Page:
This list has been updated over the years and will continued to be updated over time. If you re-post this elsewhere, kindly credit me because it’s taken a long time to compile what I feel are useful resources on the following topics. The very basics are covered in my FAQ.
Last updated: 8/19/2014
- A Pagan Primer — For Those New to Paganism
- Paganism: An Introduction to Earth-Centered Religions by River and Joyce Higginbotham
- Pagan Spirituality: A Guide to Personal Transformation by River and Joyce Higginbotham
- Drawing Down the Moon: Witches, Druids, Goddess-Worshippers, and Other Pagans in America by Margot Adler
- Connecting to the Power of Nature by Joe H. Slate
- Exploring the Pagan Path: Wisdom from the Elders (a collection of articles, essays and general commentary from various pagan authors)
- ChristoPaganism: An Inclusive Path by River Higginbotham and Joyce Higginbotham
- Myths and Symbols in Pagan Europe by H.R. Ellis Davidson
- Wicca for the Rest of Us
- Wicca Resources
- Wicca for Beginners by Thea Sabin
- Witchcraft Today by Gerald Gardner
- The Meaning of Witchcraft by Gerald Gardner
- The Spiral Dance by Starhawk (most recent edition only, old editions have inaccurate info that has since been updated)
- Elements of Ritual: Air, Fire, Water & Earth in the Wiccan Circle by Deborah Lipp
- Wicca: A Guide for the Solitary Practitioner and Living Wicca: A Further Guide for the Solitary Practitioner (Scott Cunningham)
- The Element Encyclopedia of Witchcraft by Judika Illes
- Encyclopedia of 5,000 Spells by Judika Illes
- Crone’s Book of Charms & Spells by Valerie Worth
- Witchcraft: a History by P.G. Maxwell-Stuart
- Mrs. B’s Guide to Household Witchery by Kris Bradley
- Candle Magic for Beginners by Richard Webster
- Master Book of Candle Burning by Henry Gamache
- A Grimoire for Modern Cunningfolk by Peter Paddon
- Traditional Witchcraft: A Cornish Book of Ways by Gemma Gary and Jane Cox
- Non-Wiccan Witchcraft Reading List
- Witch of Forest Grove: Sarah Anne Lawless
- Welcome to Witchcraft - A Post for Beginners
Witchcraft by Type:
- Hedge Witchery Resources
- Traditional Witchcraft Resources
- Historical Witchcraft Books
- Sea Witchcraft Resources / Sea Witchcraft Tag
- Cottage Witchcraft Resources
- Kitchen and Green Witchcraft Resources
- Green Witchcraft: Walking the Green Path
- Kitchen in the Cottage
- Urban Witchcraft Resources
- College Witchcraft/Tips
- www.sacred-texts.com (free archive of online books about religion, mythology, folklore, and the esoteric)
- Mythology: Myths, Legends and Fantasies by Alice Mills
- Illustrated Dictionary of Mythology: Heroes, Heroines, Gods, and Goddesses from Around the World by Philip Wilkinson
- The Oxford Companion to World Mythology by David Leeming
- World Mythology: The Illustrated Guide by Roy Willis
Hellenic Polytheism and Greek Mythology:
- Reconstruction of Hellenic Polytheistic Practices
- Hellenic Calendar
- An Outline for a Presentation on Hellenismos
- Hellenic Resources by Bayoread
- Hellenic Resource Download Bundle 1 by Elaphos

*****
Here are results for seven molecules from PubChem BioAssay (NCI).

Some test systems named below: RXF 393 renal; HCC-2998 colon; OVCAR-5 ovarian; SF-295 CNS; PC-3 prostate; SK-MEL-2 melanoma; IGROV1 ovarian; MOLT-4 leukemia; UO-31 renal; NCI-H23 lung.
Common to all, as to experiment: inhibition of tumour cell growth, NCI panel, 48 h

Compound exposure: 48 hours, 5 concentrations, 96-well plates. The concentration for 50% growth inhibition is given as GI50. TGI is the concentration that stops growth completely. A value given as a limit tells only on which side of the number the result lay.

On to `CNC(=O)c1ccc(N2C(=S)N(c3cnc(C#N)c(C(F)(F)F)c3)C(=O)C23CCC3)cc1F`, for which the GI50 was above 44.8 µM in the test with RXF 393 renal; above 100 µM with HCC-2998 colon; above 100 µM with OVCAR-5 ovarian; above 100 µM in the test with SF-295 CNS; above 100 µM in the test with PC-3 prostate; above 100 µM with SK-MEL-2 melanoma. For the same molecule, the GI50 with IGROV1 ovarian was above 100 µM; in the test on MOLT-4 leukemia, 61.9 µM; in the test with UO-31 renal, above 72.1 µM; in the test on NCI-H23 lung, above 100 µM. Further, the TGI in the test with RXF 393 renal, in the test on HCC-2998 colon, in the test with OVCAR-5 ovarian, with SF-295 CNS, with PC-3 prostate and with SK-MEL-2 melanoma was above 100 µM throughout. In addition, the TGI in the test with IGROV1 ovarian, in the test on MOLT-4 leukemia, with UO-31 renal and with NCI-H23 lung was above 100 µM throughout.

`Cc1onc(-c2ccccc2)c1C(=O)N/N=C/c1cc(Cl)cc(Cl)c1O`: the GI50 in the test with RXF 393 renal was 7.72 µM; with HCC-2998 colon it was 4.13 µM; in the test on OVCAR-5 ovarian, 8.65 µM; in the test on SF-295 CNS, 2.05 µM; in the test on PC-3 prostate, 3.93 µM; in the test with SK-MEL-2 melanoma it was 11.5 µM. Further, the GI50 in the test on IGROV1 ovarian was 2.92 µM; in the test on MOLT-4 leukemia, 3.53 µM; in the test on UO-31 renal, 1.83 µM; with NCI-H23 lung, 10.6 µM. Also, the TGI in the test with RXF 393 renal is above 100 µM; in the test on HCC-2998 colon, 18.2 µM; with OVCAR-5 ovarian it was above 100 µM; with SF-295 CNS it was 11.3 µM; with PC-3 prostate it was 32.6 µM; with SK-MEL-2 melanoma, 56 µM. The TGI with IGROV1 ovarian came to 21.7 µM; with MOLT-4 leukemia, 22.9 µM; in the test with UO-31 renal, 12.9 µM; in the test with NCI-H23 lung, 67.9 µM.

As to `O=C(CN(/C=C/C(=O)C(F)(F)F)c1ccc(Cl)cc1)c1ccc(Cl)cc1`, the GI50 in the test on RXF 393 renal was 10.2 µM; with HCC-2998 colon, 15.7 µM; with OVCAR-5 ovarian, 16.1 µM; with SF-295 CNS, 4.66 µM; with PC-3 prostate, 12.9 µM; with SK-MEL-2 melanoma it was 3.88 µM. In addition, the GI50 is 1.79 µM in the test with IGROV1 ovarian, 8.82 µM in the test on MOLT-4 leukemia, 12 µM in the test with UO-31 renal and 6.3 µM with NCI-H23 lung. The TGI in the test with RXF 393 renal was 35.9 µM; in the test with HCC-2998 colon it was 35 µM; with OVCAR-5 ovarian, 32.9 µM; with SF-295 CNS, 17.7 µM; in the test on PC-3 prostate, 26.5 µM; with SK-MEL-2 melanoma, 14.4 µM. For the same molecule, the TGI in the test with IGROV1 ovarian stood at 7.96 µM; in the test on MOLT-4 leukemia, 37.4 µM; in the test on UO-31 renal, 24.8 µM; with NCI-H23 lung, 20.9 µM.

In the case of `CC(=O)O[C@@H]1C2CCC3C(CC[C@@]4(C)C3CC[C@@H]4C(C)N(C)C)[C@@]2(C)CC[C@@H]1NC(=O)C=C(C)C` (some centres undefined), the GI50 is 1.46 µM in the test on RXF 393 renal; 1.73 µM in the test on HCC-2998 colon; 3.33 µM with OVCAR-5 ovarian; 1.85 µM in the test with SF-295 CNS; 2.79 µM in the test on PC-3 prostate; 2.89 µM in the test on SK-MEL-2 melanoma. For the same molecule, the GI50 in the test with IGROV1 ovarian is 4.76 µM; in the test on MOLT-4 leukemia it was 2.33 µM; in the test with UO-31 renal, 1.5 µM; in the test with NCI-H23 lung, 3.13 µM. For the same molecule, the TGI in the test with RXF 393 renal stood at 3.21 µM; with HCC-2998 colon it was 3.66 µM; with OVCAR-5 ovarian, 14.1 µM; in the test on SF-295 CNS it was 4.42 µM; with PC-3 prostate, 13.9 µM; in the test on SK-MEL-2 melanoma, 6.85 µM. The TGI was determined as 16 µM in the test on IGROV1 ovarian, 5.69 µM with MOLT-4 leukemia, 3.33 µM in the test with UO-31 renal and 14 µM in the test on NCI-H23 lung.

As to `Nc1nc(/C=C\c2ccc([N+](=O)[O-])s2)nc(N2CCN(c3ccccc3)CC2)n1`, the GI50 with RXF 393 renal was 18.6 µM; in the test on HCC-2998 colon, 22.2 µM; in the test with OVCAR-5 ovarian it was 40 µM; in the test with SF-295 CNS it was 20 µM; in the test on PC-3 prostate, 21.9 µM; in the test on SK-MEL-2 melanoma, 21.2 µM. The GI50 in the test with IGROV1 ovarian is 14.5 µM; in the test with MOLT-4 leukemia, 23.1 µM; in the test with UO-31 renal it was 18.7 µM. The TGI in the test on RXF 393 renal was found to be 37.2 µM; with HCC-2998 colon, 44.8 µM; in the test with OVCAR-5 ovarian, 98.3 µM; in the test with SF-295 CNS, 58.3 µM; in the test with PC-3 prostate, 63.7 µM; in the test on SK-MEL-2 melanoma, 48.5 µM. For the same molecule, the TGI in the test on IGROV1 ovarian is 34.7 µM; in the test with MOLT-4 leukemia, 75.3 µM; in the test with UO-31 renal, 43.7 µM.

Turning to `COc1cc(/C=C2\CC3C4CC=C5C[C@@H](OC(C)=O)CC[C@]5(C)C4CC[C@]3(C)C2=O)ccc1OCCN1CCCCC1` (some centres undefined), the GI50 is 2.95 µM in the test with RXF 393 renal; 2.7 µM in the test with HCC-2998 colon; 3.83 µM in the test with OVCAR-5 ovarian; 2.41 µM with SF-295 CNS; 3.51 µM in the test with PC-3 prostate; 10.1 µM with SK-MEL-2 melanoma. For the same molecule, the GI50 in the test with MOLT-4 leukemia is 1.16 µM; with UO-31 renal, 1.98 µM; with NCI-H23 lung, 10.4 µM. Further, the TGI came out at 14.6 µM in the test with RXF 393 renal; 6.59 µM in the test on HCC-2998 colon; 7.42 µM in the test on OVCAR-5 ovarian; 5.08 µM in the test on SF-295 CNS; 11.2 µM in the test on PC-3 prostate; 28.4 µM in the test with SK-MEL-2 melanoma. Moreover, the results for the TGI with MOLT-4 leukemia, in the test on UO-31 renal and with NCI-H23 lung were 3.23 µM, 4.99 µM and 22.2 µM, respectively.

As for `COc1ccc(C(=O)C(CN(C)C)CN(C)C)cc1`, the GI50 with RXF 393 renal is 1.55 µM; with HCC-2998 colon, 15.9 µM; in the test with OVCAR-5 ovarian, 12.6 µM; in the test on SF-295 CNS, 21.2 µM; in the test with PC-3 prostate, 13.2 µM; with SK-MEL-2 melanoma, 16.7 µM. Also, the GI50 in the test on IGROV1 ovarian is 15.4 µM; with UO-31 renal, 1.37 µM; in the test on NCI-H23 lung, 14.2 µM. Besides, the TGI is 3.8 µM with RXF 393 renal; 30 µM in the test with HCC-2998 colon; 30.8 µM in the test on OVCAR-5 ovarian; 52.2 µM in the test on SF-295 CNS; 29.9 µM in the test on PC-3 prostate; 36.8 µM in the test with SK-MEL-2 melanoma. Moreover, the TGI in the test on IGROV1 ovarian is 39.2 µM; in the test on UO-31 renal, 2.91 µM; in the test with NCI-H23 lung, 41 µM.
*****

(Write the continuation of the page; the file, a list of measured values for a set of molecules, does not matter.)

- Hellenic Resource Download Bundle 2 by Elaphos
- Orphic Incenses
- Hellenic Terminology
- Treasury of Greek Mythology: Classic Stories of Gods, Goddesses, Heroes & Monsters by Donna Jo Napoli
- D’Aulaires’ Book of Greek Myths by Ingri d’Aulaire
- Old Stones, New Temples by Drew Campbell
- Greek Mythology and Prehistory by W. Harris
- The Gods of Reason by Timothy Jay Alexander
- A Beginner’s Guide to Hellenismos by Timothy Jay Alexander
- Hellenismos Today by Timothy Jay Alexander
- The Complete World of Greek Mythology by Richard Buxton
- Did the Greeks Believe in Their Myths? by Paul Veyne
- Kharis: Hellenic Polytheism Explored by Sarah Kate Istra Winter
- Homer’s Iliad, The Odyssey and Homeric Hymns
- The Homeric Hymns (PDF) and The Orphic Hymns (PDF)
- Homer’s Odyssey (PDF)
- Homer’s Iliad (Theoi.com)
- Hesiod: Works and Days (PDF version here)
- The Theogony of Hesiod (PDF version here)
Magic in Ancient Greece:
- Magic in the Ancient Greek World by Derek Collins
- Magic, Witchcraft and Ghosts in the Greek and Roman Worlds by Daniel Ogden
- Arcana Mundi: Magic and the Occult in the Greek and Roman Worlds by Georg Luck
- The Greek Magical Papyri in Translation (PDF)
- Magika Hiera: Ancient Greek Magic and Religion
- Greek Folk Religion by Martin P Nilsson
- Curse Tablets and Binding Spells from the Ancient World by John G. Gager
- Magic in the Ancient World by Fritz Graf
- Magic and Magicians in the Greco-Roman World by Matthew W. Dickie
Kemeticism and Ancient Egyptian Mythology:
- Kemeticism by The Twisted Rope
- The Complete Gods and Goddesses of Ancient Egypt by Richard H. Wilkinson
- Symbol & Magic in Egyptian Art by Richard H. Wilkinson
- Egyptian Mythology: A Guide to the Gods, Goddesses, and Traditions of Ancient Egypt by Geraldine Pinch
Celtic Recon and Myth:
- Celtic Folklore on Sacred Texts
- The Celtic Recon FAQ
- The Religion of the Ancient Celts (Sacred Texts)
- What is Celtic? 101
- Carmina Gadelica by Alexander Carmichael